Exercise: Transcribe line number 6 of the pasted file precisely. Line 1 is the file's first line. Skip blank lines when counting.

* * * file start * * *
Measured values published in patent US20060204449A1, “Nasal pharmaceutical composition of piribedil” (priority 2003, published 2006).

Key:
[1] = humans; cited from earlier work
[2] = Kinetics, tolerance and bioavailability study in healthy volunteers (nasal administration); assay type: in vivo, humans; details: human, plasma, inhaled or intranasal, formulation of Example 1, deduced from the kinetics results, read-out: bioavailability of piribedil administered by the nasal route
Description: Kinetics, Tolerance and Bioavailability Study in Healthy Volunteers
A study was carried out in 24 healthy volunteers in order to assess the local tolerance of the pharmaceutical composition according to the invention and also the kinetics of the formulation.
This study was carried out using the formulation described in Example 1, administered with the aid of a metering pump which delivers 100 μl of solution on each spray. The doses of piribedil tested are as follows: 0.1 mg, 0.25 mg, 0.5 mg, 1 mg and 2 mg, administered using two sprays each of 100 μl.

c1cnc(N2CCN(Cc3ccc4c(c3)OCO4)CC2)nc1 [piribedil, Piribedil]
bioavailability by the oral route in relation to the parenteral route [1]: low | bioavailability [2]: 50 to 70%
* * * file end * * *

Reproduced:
A study was carried out in 24 healthy volunteers in order to assess the local tolerance of the pharmaceutical composition according to the invention and also the kinetics of the formulation.